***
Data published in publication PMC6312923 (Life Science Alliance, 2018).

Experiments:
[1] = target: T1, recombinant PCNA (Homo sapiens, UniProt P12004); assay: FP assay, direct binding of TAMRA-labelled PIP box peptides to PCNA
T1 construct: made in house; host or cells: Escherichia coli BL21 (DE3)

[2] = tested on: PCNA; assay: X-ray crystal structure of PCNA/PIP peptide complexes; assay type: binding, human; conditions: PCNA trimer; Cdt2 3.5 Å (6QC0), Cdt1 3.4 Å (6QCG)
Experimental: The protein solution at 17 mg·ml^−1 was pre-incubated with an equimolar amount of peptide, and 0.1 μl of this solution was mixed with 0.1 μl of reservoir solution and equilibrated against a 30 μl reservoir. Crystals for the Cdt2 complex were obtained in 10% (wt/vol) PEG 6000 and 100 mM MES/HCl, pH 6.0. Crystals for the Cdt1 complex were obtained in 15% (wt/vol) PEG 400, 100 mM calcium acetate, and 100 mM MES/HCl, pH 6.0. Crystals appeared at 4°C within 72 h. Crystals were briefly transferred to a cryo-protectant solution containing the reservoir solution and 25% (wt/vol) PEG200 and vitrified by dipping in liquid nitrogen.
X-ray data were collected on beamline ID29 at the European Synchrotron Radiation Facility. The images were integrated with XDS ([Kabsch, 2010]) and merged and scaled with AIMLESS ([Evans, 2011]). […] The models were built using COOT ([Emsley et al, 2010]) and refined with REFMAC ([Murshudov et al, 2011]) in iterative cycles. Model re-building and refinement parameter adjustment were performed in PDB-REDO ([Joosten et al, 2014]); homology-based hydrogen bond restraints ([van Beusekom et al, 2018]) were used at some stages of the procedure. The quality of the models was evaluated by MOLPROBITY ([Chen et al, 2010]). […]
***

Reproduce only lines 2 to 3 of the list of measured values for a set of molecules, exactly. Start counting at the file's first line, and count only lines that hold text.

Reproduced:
Experiments:
[1] = target: T1, recombinant PCNA (Homo sapiens, UniProt P12004); assay: FP assay, direct binding of TAMRA-labelled PIP box peptides to PCNA